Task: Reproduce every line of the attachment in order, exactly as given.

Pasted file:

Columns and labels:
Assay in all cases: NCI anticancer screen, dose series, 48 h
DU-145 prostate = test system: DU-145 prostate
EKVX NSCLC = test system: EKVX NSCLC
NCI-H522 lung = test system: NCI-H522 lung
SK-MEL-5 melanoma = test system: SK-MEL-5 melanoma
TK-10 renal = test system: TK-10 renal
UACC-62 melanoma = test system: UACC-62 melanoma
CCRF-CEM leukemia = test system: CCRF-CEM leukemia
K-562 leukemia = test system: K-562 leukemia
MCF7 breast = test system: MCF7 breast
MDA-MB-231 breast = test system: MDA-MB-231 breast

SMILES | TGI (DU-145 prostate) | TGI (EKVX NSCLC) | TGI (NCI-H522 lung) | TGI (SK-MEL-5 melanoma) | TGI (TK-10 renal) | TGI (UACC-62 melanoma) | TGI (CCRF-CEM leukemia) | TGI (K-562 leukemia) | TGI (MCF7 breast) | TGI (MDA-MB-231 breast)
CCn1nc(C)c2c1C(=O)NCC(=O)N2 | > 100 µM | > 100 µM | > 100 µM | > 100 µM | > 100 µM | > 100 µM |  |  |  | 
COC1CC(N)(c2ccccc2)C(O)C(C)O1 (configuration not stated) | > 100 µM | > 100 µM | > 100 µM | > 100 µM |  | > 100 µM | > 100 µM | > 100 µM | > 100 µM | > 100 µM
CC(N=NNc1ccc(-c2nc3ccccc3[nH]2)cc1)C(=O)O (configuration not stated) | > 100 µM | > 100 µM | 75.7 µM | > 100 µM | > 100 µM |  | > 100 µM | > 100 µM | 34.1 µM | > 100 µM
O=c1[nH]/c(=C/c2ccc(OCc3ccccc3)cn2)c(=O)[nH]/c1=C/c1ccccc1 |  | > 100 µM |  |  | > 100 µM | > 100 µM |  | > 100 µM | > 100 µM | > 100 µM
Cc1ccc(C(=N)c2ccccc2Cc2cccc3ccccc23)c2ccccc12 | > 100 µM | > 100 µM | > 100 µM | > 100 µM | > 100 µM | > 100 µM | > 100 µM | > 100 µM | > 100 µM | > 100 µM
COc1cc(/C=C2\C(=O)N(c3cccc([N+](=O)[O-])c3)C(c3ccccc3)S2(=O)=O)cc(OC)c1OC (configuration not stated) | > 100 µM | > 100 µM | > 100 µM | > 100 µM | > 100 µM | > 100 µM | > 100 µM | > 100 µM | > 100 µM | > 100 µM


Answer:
Columns and labels:
Assay in all cases: NCI anticancer screen, dose series, 48 h
DU-145 prostate = test system: DU-145 prostate
EKVX NSCLC = test system: EKVX NSCLC
NCI-H522 lung = test system: NCI-H522 lung
SK-MEL-5 melanoma = test system: SK-MEL-5 melanoma
TK-10 renal = test system: TK-10 renal
UACC-62 melanoma = test system: UACC-62 melanoma
CCRF-CEM leukemia = test system: CCRF-CEM leukemia
K-562 leukemia = test system: K-562 leukemia
MCF7 breast = test system: MCF7 breast
MDA-MB-231 breast = test system: MDA-MB-231 breast

SMILES | TGI (DU-145 prostate) | TGI (EKVX NSCLC) | TGI (NCI-H522 lung) | TGI (SK-MEL-5 melanoma) | TGI (TK-10 renal) | TGI (UACC-62 melanoma) | TGI (CCRF-CEM leukemia) | TGI (K-562 leukemia) | TGI (MCF7 breast) | TGI (MDA-MB-231 breast)
CCn1nc(C)c2c1C(=O)NCC(=O)N2 | > 100 µM | > 100 µM | > 100 µM | > 100 µM | > 100 µM | > 100 µM |  |  |  | 
COC1CC(N)(c2ccccc2)C(O)C(C)O1 (configuration not stated) | > 100 µM | > 100 µM | > 100 µM | > 100 µM |  | > 100 µM | > 100 µM | > 100 µM | > 100 µM | > 100 µM
CC(N=NNc1ccc(-c2nc3ccccc3[nH]2)cc1)C(=O)O (configuration not stated) | > 100 µM | > 100 µM | 75.7 µM | > 100 µM | > 100 µM |  | > 100 µM | > 100 µM | 34.1 µM | > 100 µM
O=c1[nH]/c(=C/c2ccc(OCc3ccccc3)cn2)c(=O)[nH]/c1=C/c1ccccc1 |  | > 100 µM |  |  | > 100 µM | > 100 µM |  | > 100 µM | > 100 µM | > 100 µM
Cc1ccc(C(=N)c2ccccc2Cc2cccc3ccccc23)c2ccccc12 | > 100 µM | > 100 µM | > 100 µM | > 100 µM | > 100 µM | > 100 µM | > 100 µM | > 100 µM | > 100 µM | > 100 µM
COc1cc(/C=C2\C(=O)N(c3cccc([N+](=O)[O-])c3)C(c3ccccc3)S2(=O)=O)cc(OC)c1OC (configuration not stated) | > 100 µM | > 100 µM | > 100 µM | > 100 µM | > 100 µM | > 100 µM | > 100 µM | > 100 µM | > 100 µM | > 100 µM